Netflix et al have played a vital role in exponentially growing audiences for documentaries. But in hunting globally for subscriber growth, media companies have sometimes capitulated to demands that border on censorship. In 2019, Netflix removed an episode of Hasan Minhaj’s “Patriot Act” that condemned the cover-up of Khashoggi’s murder after a Saudi complaint. Last month, The New York Times reported Apple chief executive Tim Cook squashed an Apple TV+ series in development about Gawker. Negative depictions of China, for both old-line Hollywood studios and streamers, is typically off the table.
“When there’s huge money at stake – business interest, shareholder accountability, what is going to make us vanilla and not cause us stress – is winning over,” Fogel says. “As these companies become bigger and bigger, we’re seeing the choices they make, including content, become less and less risky.”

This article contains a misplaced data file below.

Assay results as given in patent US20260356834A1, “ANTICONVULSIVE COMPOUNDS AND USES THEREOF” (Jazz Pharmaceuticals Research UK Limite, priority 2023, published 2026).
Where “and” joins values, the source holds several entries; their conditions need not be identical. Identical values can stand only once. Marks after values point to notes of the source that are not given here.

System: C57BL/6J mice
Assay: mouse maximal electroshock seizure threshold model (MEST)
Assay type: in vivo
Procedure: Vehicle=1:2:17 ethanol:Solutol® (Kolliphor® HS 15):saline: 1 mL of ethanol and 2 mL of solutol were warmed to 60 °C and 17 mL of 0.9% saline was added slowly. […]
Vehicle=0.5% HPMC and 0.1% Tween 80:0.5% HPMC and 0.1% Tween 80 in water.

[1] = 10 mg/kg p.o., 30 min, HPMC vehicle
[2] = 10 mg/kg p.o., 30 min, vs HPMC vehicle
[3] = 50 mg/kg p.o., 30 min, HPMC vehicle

For Fogel, the experience of “The Dissident” mirrors the silencing of Khashoggi. The film, financed by the Human Rights Foundation, details a plot to kill Khashoggi, a former Saudi insider turned Washington Post columnist who made moderate pleas for his native country to embrace freedom of speech and human rights. When picking up paperwork for his marriage to Hatice Cengiz at the Saudi consulate in Istanbul in October 2018, he was murdered and his body was sawed into pieces. Intelligence reports concluded that Saudi Crown Prince Mohammed bin Salman ordered the killing. MBS denied Saudi Arabia was behind the murder, then eventually granted it was carried out by agents of the Saudi government. He has claimed it wasn’t by his orders.